3 sweet spot solutions to lunch at home

3 sweet spot solutions to lunch at home

3 sweet spot solutions to lunch at home

If you’re one of the many people concerned about eating too much these days, particularly afternoon and evening snacking, I have one question for you: Are you eating enough for lunch? (Breakfast matters too, but I’m just focusing on lunch today.)

Eating more than you’re comfortable with is a complicated problem with many possible drivers — stress and other emotions, restrictive dieting, overloaded to-do lists, inadequate rest, pantries full of tempting treats — but physical hunger can pour fuel on that fire, so let’s address that and at least start by making sure you’re well nourished.

What if you don’t feel like cooking at noon? Join the club. I rarely feel like cooking lunch! Preparing one good meal a day is enough for me, thank you very much. We almost always just reheat leftovers for lunch (usually supplemented with raw veggies and fruit). But what if you have none?

Here are three solutions that work in our house:

1. Big batch of chili or hearty soup

Cook once, eat twice, right? When you make soup or chili, double it and you can cook once and eat three or four times at least, depending on the size of your batch and your brood. Invest in a collection of single serving storage containers so that you can freeze it in those and always be five minutes from from a warm, satisfying meal.

Chili is perfect for quarantine, because the key ingredients are shelf stable. Beans provide protein and fibre, two things often in short supply at lunch, so you can skip or cut back on the meat if you like. Soup is a flexible vehicle for vegetables, whole grains, and protein.

Either way, make sure you have enough protein. For meat, fish, or chicken, we’re looking for about 60-90 grams (~2-3 ounces) — the old deck-of-cards serving size.

If you’re relying on beans or other legumes, 3/4 cup (cooked) would be ideal. But that’s a lot! If you can’t stomach that much, complement with some shredded cheese on top, a slice of sprouted grain toast with peanut butter, or a greek yogurt. (Here’s more about how to get enough protein in your meatless meals.)

Our favourites include:

2. Kitchen sink wraps

If you keep large tortillas on hand,  you can easily turn random fridge finds into lunch. Look for tortillas where the first ingredient includes the phrase “whole grain,” “sprouted grain,” or at least “whole wheat.” Again, combining protein-rich foods and vegetables (or fruit) is key here, as well as lots of flavour!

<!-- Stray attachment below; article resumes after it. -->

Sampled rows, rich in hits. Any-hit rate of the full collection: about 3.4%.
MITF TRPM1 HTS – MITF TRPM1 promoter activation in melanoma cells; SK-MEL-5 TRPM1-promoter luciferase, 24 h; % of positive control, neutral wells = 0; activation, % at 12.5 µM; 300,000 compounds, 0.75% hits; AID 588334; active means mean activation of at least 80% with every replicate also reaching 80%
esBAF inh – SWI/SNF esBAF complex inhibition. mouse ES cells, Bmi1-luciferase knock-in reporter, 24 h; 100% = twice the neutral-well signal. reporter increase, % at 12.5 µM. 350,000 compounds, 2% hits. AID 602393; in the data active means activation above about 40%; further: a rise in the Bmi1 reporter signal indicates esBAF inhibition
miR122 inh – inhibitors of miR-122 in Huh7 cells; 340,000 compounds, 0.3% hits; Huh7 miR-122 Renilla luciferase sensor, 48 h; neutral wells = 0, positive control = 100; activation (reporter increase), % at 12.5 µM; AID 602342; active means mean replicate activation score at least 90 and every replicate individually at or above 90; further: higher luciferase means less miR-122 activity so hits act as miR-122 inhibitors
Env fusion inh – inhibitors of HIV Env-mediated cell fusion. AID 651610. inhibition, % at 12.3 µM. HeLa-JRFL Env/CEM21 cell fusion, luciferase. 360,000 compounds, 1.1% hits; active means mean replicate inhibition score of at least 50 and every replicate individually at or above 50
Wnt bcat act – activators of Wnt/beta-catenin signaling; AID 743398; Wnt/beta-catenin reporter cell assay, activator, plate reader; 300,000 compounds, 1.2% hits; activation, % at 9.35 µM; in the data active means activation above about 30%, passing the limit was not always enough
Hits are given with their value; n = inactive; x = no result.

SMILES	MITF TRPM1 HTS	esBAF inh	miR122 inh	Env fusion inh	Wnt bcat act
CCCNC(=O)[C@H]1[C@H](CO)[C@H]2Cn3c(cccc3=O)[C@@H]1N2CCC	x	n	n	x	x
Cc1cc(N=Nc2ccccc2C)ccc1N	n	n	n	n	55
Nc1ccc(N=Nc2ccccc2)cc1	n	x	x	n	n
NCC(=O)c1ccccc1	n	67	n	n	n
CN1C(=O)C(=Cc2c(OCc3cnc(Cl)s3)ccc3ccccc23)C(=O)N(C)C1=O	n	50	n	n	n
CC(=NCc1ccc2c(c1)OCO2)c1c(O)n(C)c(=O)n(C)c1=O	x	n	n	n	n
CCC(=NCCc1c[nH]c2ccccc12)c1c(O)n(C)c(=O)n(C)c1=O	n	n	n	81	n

If you have time and patience, warm your wrap in a frying pan set on medium heat for a crispier, warmer treat. Also, wrap pro tip: this is too much filling! But if you warm up the tortilla before rolling it, it’ll be more flexible. Just 20 seconds in the microwave will do the trick.

Some of our favourite combinations:

  • Hummus and feta with fresh lettuce or spinach, shaved carrots, and/or whatever other vegetables you can drum up, plus sunflower or pumpkin seeds for crunch.
  • Leftover salmon with cream cheese, corn, green onions, and/or avocado. 
  • Peanut butter and banana with chopped walnuts, plus sliced strawberries and/or raspberries if you have any on hand.
  • Black beans, corn, salsa, chopped tomato, avocado, and cilantro.
  • Eggs, cheddar cheese, salsa, spinach. Why not have breakfast at lunchtime?

These are just to give you ideas though – just improvise with what you have, and enjoy!Also too much filling.

 

3. “More than salad” bowls

People often go for salads at lunchtime, but when I look at food records I often see not quite enough protein and/or grains in them. You might think skipping grains will help you keep the calories and therefore your weight down, but while it works for some people in the short run, for many this strategy will leave you hungry and hunting for more later in the day.

So instead of salad, think “bowl”:

  • Start with about 1/2-1 cup of cooked whole grain like farro, brown rice, or quinoa.
  • Then go hunting for vegetables. Add a handful of whatever greens you have on hand. Longer lasting vegetables that work in bowls include cabbage, carrots, and beets. Try shredding, shaving, or spiralizing them. A fun texture makes such a difference with raw veggies.
  • Next, what do you have for protein? Cooked chicken or fish? Chickpeas, slivered almonds, or fried tofu?
  • Finally, make sure you have something for flavour! Cheese, avocado, olives, chopped pickled vegetables, or sun-dried tomatoes. Don’t forget the fruit drawer! Chopped apples, grapes, or orange slices add sweetness and crunch.
  • If you like, drizzle on some kind of dressing. Dressings with tahini in them pull bowls together well. Salsa or hummus works too.

If you like a recipe, here are a few that we love:

Again, don’t worry if you don’t have some of those ingredients on hand. They’re just meant for inspiration. Improvise away!

What’s on your lunch menu? Nourish yourself! You can’t conquer the world if you’re underfed. Snap a pic and share in the Facebook community. And happy eating!


Do you want more support for eating well at home right now? Join the free Well@Home community! Learn more and sign up here.

 

Have you had a heart attack, stent, or bypass? 

Get my free e-book, The Sweet Spot Guide to Eating Well After a Cardiac Event. 

Privacy policyContact me.